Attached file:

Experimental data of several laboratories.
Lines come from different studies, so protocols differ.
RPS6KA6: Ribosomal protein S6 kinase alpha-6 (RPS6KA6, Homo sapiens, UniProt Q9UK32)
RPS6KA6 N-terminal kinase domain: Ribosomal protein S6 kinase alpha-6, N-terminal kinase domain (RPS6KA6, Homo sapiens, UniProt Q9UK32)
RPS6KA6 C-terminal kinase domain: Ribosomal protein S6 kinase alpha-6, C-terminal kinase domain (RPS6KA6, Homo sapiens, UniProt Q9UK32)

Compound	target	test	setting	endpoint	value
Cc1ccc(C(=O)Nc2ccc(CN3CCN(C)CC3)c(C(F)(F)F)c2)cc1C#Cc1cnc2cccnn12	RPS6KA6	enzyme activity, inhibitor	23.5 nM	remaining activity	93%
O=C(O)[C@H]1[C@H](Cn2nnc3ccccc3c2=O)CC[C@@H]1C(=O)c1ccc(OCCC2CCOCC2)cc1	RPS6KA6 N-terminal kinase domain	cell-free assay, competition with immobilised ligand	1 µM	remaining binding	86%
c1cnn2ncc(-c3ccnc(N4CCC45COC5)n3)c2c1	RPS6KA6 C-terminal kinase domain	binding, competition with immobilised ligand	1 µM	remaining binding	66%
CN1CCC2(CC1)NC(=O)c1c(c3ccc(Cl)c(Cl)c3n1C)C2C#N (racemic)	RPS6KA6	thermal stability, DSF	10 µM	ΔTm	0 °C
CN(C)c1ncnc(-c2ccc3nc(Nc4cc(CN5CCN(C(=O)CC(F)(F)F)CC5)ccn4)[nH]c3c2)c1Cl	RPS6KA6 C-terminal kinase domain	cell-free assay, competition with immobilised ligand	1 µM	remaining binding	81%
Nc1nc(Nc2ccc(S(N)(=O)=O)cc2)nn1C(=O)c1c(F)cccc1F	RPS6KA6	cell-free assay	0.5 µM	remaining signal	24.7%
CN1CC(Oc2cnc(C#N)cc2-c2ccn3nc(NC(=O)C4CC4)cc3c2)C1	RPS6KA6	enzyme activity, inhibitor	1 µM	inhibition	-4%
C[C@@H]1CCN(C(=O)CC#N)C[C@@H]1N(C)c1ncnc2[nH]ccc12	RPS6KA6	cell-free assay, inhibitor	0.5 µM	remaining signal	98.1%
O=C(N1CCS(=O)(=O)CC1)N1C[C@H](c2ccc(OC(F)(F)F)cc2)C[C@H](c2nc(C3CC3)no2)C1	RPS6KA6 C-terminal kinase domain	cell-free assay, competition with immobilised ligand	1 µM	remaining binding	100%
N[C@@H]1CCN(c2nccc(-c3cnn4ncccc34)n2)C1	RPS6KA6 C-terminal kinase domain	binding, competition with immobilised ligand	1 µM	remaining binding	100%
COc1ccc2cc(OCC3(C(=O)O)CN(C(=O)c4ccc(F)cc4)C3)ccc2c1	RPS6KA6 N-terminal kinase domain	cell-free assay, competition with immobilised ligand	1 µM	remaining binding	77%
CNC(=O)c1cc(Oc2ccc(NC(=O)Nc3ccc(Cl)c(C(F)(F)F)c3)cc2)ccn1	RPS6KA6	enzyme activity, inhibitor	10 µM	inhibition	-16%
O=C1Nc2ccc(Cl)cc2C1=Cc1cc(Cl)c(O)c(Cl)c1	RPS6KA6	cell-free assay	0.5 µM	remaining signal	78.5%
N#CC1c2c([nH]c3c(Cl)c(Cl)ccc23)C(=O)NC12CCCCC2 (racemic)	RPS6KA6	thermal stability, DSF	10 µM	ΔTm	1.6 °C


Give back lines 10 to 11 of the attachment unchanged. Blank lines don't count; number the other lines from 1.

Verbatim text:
CN1CCC2(CC1)NC(=O)c1c(c3ccc(Cl)c(Cl)c3n1C)C2C#N (racemic)	RPS6KA6	thermal stability, DSF	10 µM	ΔTm	0 °C
CN(C)c1ncnc(-c2ccc3nc(Nc4cc(CN5CCN(C(=O)CC(F)(F)F)CC5)ccn4)[nH]c3c2)c1Cl	RPS6KA6 C-terminal kinase domain	cell-free assay, competition with immobilised ligand	1 µM	remaining binding	81%